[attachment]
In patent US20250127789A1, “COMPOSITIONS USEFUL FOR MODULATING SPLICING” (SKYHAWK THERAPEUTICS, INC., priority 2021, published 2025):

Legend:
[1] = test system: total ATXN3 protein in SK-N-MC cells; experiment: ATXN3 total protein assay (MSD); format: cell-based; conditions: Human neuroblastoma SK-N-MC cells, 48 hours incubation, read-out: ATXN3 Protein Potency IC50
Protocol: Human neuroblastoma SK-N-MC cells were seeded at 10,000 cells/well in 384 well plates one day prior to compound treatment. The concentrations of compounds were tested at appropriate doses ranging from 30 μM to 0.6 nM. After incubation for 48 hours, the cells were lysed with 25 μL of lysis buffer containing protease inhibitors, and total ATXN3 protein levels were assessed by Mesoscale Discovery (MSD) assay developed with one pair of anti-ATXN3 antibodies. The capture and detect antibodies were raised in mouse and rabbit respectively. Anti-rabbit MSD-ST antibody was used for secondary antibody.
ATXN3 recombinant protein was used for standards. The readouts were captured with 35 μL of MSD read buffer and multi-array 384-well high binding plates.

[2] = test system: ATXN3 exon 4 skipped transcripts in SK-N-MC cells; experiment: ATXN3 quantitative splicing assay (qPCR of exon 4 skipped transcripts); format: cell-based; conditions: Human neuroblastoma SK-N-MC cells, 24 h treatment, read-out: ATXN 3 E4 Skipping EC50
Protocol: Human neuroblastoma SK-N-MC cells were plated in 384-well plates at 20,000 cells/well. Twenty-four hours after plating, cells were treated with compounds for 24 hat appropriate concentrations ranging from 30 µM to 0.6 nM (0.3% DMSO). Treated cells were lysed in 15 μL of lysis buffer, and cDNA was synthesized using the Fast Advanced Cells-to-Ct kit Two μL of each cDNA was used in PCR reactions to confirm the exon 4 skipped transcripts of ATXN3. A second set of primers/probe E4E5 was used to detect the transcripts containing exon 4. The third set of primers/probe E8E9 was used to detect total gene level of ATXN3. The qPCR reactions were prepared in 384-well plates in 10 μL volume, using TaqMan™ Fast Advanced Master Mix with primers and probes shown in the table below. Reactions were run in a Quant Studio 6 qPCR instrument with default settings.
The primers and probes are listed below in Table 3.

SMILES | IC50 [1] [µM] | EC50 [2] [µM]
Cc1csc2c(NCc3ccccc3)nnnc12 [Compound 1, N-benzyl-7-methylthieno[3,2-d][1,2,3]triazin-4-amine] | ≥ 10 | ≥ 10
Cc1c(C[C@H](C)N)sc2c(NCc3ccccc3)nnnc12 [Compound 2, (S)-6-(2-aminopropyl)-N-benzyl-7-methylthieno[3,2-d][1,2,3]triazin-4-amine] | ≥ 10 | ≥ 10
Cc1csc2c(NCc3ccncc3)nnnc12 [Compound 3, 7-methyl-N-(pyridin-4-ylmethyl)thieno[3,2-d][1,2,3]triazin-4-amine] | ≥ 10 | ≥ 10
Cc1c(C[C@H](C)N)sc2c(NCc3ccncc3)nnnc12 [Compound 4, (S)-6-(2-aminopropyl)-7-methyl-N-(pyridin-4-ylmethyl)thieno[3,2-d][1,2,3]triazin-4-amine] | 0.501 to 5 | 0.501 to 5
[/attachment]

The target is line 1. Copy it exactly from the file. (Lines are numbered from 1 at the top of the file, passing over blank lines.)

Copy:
In patent US20250127789A1, “COMPOSITIONS USEFUL FOR MODULATING SPLICING” (SKYHAWK THERAPEUTICS, INC., priority 2021, published 2025):